It may very well be possible to sit down and talk with the Afghanis.
Maybe pass around a joint, talk some peace and love.
"The War on Poppy Succeeds, but Cannabis Thrives in an Afghan Province" by KIRK SEMPLE
KHWAJA GHOLAK, Afghanistan — Many farmers in Balkh simply switched from opium poppies to another illegal crop: cannabis, the herb from which marijuana and hashish are derived.
Cannabis cultivation increased 40 percent around the country... And even though hashish is less expensive per weight than opium or heroin, a United Nations report said, cannabis can potentially earn a farmer more than opium poppies because it yields twice the quantity of drug per acre and is cheaper and less labor intensive to grow.
Balkh... province now has one of the most bounteous cannabis crops in the country. The plant is certainly not hard to find. It lines the main highways leading into Mazar-i-Sharif, the provincial capital, and is visible to passing drivers. The crop’s chief byproduct, hashish, is sold openly at many roadside fruit and grocery stands, particularly around Balkh, the ancient citadel town about 15 miles west of Mazar-i-Sharif.
Late on an October afternoon, Muhammad Ayud, 30, a kindly sharecropper, was finishing a day of work at the three-acre parcel he farms here in this poor village just outside the town of Balkh. His plot was covered by a forest of cannabis plants, some more than nine feet tall.
Mr. Ayud, one of only two wage earners in his 16-member family.... This year he planted cannabis instead, with some cotton as a fallback in case the government followed through on its promises to eradicate the illicit crop. It was a return to a family tradition, he said. His father and grandfather grew cannabis here.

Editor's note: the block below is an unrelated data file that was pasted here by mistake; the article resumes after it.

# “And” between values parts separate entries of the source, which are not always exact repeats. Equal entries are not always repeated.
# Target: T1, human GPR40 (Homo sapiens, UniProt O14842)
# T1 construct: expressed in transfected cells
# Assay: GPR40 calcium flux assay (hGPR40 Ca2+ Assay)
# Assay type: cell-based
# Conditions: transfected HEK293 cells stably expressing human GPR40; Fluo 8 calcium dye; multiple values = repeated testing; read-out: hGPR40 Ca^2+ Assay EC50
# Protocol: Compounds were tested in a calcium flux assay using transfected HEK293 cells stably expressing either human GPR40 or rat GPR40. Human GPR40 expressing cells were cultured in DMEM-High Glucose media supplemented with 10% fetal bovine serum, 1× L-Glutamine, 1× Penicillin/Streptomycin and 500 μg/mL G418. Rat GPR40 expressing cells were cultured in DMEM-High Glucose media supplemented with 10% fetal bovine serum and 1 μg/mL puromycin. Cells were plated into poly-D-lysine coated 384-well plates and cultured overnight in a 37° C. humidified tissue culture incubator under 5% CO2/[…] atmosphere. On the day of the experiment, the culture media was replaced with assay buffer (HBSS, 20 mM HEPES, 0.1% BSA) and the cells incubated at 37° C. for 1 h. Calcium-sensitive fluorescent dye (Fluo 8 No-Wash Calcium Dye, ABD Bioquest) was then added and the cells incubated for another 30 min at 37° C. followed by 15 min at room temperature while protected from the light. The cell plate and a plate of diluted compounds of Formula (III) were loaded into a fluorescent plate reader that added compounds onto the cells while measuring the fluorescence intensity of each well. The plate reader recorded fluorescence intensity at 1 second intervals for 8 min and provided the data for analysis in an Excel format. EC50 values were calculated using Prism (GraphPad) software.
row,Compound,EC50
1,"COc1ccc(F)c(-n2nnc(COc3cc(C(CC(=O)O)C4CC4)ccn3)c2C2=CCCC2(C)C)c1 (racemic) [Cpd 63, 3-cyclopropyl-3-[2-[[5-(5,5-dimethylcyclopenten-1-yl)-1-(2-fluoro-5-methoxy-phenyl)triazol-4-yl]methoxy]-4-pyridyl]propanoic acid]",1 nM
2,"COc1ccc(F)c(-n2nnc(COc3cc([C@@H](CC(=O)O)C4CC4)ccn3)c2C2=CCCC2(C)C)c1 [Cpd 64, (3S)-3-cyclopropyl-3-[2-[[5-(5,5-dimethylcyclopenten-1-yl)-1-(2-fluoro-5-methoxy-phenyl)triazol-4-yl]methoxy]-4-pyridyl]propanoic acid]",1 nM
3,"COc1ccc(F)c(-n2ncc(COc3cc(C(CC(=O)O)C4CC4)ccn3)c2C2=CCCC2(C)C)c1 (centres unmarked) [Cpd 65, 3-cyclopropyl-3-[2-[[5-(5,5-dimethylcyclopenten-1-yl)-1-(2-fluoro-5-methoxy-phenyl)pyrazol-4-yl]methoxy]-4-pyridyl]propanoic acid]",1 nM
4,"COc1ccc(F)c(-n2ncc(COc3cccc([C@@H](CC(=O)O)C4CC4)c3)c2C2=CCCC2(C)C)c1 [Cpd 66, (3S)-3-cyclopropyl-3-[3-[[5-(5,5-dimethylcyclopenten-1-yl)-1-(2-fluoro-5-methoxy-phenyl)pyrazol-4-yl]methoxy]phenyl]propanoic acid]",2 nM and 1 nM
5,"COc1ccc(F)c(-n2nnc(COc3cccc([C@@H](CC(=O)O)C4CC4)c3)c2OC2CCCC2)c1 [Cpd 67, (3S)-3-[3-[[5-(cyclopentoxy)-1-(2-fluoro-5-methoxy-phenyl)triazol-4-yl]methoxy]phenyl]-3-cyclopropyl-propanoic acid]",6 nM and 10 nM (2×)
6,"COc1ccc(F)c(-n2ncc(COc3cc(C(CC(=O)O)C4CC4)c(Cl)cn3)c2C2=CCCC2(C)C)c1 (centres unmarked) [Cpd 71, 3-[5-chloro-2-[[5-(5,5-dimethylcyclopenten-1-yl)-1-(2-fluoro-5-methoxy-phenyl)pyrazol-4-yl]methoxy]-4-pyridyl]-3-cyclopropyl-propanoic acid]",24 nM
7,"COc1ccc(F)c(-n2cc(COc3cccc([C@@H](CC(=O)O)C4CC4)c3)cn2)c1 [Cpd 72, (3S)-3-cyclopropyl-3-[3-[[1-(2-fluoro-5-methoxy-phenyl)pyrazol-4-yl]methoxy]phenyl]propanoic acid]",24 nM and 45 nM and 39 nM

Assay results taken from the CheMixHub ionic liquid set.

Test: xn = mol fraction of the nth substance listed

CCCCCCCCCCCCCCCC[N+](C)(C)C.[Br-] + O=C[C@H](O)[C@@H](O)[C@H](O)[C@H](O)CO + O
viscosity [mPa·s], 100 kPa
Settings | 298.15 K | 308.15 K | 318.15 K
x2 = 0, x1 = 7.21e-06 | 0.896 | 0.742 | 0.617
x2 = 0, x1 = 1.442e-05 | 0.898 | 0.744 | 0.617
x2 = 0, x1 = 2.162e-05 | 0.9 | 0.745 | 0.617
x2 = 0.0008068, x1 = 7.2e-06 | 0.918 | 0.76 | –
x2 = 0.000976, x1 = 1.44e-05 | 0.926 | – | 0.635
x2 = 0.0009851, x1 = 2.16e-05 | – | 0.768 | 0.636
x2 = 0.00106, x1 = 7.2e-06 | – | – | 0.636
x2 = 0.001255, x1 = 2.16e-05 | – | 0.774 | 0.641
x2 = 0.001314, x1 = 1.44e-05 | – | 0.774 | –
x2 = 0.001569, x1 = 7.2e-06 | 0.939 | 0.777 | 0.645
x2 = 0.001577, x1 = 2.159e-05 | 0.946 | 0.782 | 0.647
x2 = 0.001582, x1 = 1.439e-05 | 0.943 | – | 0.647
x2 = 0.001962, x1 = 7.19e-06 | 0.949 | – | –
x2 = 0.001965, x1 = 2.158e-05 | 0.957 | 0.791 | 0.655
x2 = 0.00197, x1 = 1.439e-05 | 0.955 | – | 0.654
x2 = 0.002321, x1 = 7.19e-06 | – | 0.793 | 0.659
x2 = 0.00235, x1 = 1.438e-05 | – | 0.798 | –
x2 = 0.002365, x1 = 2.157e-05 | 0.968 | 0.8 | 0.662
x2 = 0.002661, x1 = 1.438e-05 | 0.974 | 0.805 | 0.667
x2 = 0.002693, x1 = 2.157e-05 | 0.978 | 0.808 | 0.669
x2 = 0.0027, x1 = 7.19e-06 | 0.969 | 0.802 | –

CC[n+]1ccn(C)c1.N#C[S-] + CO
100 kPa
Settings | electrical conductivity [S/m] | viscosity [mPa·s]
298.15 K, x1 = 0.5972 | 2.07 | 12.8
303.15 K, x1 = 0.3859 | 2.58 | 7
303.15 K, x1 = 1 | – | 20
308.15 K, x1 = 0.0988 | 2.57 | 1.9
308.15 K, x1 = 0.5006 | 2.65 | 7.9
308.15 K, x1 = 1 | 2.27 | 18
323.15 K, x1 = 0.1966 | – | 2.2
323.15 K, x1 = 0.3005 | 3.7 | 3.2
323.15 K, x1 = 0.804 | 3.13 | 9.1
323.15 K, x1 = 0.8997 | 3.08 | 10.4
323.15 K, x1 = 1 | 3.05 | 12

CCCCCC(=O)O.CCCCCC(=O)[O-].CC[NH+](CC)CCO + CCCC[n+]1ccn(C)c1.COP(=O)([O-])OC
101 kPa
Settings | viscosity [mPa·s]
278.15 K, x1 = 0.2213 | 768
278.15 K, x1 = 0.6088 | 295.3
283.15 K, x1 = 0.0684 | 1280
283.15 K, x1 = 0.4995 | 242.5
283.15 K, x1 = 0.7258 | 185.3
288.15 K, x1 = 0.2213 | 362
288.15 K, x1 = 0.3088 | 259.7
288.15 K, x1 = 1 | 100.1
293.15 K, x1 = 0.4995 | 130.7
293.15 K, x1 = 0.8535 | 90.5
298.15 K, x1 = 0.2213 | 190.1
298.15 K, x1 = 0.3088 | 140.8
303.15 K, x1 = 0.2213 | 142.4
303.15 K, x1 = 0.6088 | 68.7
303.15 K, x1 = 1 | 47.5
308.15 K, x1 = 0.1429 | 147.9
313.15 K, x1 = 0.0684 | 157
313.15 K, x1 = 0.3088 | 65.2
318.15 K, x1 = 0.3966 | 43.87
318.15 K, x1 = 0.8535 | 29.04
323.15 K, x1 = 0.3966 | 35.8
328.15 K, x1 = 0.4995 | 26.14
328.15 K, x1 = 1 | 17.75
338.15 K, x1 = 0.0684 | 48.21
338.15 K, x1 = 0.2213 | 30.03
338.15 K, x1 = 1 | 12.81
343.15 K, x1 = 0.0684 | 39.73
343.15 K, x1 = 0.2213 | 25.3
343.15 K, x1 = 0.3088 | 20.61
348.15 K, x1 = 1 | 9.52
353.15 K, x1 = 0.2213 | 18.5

Mr. Ayud said he knew it was illegal to grow cannabis, but that it was the only crop that would produce enough profit to feed his family. “I don’t have anything else to grow,” he said. The difference in potential earnings is vast: cannabis can earn about twice the profits of a legal crop like cotton, local officials say.
Farmers in this region have cultivated cannabis for more than 70 years and, by the estimates of several Balkh residents, at least half the adult male population smokes hashish. Resinous, pungent and black, the hashish is sold in thin, palm-size sheets that resemble large tire patches and sell for about a dollar each. Hashish from this area — called Shirak-i-Mazar, or Milk of Mazar — was once prized by smokers around the world, though its primacy has since been supplanted by varieties from other countries.
Sounds like Afghanistan might have a bit of a drug problem (inhale)?
The rigid Muslims get fried (exhale)? Cough, cough!!
Many farmers here, as elsewhere in Afghanistan, process the cannabis into hashish in their homes, then sell it to traffickers who come to their doors to pick it up. The best hashish is exported, residents here say, while the inferior stuff is consumed nationally.
Selling their best stuff and smoking the shit?!
Fucking honest businessmen, them crazy Afghanis!!
Yeah, this nation AmeriKa needs to stop bombing these guys and start talking to them!
And no chemical spraying, assholes!
Many farmers around the town of Balkh suggested that forswearing cannabis might be harder than poppies. Not only are cannabis and hashish a more integral part of their customs, they said, but beyond cannabis there are no profitable alternatives.
Hoshdel, 40, a well-weathered farmer in Khwaja Gholak who has nine children:
“If they don’t help us, I swear I’ll grow it.”
Don't help him, don't help him!
I'm really starting to wonder about this aggressive, bloodthirsty Muslim shit we are fed!
When half of them are stoned?
Of course, the NYT would rather shovel this shit story than cover the war, and here's why:
"As Afghan And Foreign Troops Fought The Insurgents Around Gulistan This Week, The Rebels Did Not Flee"
"As Afghan and foreign troops fought the insurgents around Gulistan this week, the rebels did not flee. Instead, they gained more ground and captured the neighbouring district of Bakwa.
Canadian forces in Kandahar said it was one of the most organised Taliban offensives they had seen."
But, but, but... we're winning!!!!